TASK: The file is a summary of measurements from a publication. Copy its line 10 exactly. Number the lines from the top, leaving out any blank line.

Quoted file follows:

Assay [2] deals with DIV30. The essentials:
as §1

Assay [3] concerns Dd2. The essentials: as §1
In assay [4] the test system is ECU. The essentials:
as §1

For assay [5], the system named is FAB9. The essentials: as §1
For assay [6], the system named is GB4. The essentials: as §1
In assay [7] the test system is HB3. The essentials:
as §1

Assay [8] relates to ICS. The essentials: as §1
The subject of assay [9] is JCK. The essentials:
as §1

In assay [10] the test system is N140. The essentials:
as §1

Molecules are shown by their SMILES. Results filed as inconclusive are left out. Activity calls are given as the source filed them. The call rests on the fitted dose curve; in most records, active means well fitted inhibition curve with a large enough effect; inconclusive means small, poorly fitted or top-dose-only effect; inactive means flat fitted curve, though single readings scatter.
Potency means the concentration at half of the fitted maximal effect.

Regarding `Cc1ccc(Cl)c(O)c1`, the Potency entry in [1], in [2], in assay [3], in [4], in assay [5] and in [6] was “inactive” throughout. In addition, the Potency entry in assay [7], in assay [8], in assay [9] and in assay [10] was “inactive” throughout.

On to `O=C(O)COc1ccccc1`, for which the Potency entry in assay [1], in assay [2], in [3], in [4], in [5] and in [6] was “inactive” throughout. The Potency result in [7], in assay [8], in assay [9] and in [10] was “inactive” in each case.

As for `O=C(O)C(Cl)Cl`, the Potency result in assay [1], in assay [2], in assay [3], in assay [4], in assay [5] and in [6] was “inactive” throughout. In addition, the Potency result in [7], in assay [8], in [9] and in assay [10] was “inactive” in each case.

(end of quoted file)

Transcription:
Assay [8] relates to ICS. The essentials: as §1